Photo by Mayur Gala on Unsplash

A Pop Cultural History of Hearts

Rachel Wayne
5 min readFeb 18, 2022

The heart is a rather funnily-shaped organ that is absolutely crucial to life. We can live without a functioning brain (although it’s rather difficult) but not without a heart. As physician Sherwin B. Nuland writes in How We Die, the cease of cardiac activity is the universal signifier of death, no matter the cause.

It’s no surprise, then, that hearts have gained a prominent role in the zeitgeist. They symbolize not only life but also love, lust, passion, and anger. The word “heart” also refers to the core of something — the ineffable substance that drives a thing’s existence.

That profundity doesn’t stop us from making silly versions of hearts. Sometimes, it’s easier to keep things simple. Here’s how hearts have been represented in popular culture.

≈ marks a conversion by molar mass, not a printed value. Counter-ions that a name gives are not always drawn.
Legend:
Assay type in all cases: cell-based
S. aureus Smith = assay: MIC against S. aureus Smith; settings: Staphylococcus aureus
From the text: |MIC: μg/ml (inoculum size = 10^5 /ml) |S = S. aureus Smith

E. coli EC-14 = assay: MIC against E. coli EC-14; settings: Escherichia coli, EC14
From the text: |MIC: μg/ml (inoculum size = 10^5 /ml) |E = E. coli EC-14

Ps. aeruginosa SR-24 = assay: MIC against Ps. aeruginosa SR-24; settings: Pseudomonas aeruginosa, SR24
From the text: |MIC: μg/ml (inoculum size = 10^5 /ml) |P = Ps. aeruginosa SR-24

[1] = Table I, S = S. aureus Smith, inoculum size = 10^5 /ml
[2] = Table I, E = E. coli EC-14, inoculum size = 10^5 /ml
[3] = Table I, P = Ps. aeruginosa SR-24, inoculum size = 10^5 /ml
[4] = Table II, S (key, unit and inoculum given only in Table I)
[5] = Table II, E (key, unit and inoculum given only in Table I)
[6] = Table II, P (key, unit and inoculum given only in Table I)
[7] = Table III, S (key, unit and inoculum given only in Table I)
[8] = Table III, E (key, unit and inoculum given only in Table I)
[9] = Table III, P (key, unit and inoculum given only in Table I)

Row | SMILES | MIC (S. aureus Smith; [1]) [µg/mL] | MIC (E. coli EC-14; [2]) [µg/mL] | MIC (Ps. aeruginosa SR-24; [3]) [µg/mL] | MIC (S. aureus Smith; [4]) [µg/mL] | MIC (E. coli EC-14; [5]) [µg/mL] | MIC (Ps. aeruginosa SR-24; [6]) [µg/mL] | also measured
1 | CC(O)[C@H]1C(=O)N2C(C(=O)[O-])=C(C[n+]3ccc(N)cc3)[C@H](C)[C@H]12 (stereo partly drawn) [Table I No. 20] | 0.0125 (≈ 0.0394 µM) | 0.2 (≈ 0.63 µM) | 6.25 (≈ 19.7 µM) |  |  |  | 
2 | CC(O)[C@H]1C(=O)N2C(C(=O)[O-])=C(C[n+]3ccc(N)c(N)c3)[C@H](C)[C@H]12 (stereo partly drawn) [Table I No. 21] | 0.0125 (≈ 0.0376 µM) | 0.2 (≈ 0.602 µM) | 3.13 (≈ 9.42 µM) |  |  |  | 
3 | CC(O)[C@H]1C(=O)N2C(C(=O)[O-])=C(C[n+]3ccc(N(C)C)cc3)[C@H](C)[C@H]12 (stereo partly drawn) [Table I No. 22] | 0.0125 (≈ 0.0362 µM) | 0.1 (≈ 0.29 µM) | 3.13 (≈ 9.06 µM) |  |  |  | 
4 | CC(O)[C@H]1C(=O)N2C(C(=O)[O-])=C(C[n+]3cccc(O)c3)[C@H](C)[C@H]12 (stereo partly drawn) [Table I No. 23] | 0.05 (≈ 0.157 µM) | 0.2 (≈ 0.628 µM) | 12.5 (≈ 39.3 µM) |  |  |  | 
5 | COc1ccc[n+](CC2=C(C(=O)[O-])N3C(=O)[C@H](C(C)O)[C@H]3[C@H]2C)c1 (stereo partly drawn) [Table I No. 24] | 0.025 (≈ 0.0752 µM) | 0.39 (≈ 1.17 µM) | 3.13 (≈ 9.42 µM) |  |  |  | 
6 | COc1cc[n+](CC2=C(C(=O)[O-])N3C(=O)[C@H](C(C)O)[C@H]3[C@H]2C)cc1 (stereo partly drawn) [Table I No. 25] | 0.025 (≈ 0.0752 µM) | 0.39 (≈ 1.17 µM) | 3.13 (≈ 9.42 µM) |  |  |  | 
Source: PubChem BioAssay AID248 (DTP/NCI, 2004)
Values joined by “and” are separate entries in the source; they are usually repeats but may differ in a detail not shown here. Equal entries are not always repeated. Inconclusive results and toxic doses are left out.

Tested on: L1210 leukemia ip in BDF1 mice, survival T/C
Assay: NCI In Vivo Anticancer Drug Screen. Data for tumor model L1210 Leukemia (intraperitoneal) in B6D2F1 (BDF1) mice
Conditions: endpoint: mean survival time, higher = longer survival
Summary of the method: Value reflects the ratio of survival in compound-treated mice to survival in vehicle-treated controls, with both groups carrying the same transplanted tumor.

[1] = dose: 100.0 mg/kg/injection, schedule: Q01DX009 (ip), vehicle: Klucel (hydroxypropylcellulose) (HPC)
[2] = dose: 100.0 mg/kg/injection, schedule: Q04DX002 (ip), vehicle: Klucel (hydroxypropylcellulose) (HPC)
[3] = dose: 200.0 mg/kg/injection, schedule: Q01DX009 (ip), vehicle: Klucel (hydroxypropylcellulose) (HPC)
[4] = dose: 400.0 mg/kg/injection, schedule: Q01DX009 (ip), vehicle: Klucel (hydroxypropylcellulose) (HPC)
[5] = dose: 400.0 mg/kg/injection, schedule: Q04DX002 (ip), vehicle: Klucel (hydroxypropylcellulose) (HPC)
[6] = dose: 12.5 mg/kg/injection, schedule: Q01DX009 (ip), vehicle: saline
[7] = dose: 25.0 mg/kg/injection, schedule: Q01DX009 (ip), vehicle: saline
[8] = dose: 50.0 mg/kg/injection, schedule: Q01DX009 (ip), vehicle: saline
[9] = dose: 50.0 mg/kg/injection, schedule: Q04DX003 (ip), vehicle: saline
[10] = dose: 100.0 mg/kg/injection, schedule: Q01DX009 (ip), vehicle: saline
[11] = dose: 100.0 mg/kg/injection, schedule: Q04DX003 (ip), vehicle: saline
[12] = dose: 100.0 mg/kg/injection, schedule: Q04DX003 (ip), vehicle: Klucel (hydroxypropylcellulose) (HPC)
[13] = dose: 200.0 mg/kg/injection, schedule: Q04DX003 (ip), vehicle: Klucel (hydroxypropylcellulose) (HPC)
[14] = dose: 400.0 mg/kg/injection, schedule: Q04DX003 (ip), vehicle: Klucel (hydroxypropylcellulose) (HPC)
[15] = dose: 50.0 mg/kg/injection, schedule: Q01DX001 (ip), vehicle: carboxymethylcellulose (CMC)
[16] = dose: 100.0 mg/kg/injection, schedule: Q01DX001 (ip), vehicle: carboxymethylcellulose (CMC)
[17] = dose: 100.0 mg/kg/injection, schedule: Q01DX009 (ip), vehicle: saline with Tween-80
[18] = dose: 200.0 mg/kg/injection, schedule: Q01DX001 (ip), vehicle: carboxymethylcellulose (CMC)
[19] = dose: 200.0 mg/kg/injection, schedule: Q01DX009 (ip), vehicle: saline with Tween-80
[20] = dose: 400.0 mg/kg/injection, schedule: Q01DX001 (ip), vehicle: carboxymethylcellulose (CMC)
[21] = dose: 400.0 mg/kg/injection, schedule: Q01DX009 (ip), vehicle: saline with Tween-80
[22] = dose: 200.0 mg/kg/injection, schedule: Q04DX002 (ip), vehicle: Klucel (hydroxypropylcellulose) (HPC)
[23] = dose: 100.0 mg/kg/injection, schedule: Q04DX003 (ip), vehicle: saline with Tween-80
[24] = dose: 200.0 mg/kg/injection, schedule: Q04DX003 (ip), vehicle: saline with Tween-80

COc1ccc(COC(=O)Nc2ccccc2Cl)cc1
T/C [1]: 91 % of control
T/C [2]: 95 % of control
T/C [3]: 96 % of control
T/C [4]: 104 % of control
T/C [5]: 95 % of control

Conversation Hearts

Who doesn’t recall the heartbreak of shyly passing a candy heart reading “Be Mine” to your crush, only to watch him eat it without even a glance at you?

Just me? Okay.

Conversation hearts are one of those food gimmicks that should have died after their first attempt, like Crystal Pepsi or all-peanut butter Reese’s. Originated by Necco and now made by Spangler, these sugar bombs are pure marketing fodder, exclusively released around Valentine’s Day to sucker poor unfortunate souls into yet more awkward V-Day exchanges. Now, in addition to channeling Blondie with a “Call Me” heart, you can ask cuties to “Email Me” or respond to uggos with “LOL.”

We must wonder how we’ve failed as a society when romantic exchanges are reduced to sugar-fueled exchanges of pre-canned messages. It’s like AOL never went away.


Originally named Hocus Pocus (but not to be confused with the cult classic film), the band Heart is an icon of ’70s glam rock. Powered by lead singer Ann Wilson’s supernatural vocals, Heart certainly lived up to their namesake with emotional…

Rachel Wayne

Artist/anthropologist/activist writing about art, media, culture, health, science, enterprise, and where they all meet. Join my list: